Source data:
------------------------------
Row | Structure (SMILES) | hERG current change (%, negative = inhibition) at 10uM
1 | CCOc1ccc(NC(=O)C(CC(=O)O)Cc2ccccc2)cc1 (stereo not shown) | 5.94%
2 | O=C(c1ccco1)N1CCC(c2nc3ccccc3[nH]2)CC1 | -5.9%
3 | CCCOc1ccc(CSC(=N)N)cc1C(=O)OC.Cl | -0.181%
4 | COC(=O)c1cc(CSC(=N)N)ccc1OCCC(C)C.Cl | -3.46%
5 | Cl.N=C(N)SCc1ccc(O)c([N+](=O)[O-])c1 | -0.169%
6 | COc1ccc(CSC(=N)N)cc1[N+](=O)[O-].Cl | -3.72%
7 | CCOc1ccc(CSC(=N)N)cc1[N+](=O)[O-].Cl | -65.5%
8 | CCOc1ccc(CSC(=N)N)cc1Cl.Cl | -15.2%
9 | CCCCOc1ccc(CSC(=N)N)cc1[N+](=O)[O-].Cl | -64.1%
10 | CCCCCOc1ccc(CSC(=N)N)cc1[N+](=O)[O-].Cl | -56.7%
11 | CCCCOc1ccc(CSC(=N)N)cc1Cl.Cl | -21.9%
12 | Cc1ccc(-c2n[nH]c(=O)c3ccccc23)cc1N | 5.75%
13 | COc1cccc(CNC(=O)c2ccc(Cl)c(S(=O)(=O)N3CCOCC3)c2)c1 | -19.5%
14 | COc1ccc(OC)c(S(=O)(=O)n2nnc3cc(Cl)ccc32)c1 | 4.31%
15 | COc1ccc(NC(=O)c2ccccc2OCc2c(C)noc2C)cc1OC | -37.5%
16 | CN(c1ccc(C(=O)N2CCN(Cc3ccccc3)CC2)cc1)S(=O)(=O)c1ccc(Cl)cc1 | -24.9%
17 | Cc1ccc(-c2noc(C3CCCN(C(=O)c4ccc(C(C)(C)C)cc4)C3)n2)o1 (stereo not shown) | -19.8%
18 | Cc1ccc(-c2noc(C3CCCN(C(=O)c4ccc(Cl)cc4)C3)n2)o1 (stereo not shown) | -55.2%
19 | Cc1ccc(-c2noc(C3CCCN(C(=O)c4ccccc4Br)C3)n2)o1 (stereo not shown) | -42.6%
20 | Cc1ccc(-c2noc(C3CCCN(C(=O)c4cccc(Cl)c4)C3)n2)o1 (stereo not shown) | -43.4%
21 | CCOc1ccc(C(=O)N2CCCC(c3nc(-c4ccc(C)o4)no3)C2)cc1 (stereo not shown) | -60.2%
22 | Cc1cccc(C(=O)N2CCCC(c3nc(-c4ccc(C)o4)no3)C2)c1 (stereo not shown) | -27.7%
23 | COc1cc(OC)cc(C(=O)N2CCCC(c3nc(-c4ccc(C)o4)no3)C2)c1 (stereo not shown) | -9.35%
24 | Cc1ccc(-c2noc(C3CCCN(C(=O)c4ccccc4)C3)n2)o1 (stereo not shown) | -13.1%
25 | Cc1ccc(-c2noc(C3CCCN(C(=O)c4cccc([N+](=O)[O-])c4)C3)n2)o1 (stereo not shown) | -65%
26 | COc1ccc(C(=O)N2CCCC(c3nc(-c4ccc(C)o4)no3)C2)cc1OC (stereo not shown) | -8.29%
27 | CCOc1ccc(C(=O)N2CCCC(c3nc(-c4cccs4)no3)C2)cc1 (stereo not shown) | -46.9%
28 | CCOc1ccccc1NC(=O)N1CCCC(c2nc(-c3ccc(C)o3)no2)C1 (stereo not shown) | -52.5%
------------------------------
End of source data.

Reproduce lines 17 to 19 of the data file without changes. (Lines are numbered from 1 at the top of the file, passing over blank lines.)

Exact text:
16 | CN(c1ccc(C(=O)N2CCN(Cc3ccccc3)CC2)cc1)S(=O)(=O)c1ccc(Cl)cc1 | -24.9%
17 | Cc1ccc(-c2noc(C3CCCN(C(=O)c4ccc(C(C)(C)C)cc4)C3)n2)o1 (stereo not shown) | -19.8%
18 | Cc1ccc(-c2noc(C3CCCN(C(=O)c4ccc(Cl)cc4)C3)n2)o1 (stereo not shown) | -55.2%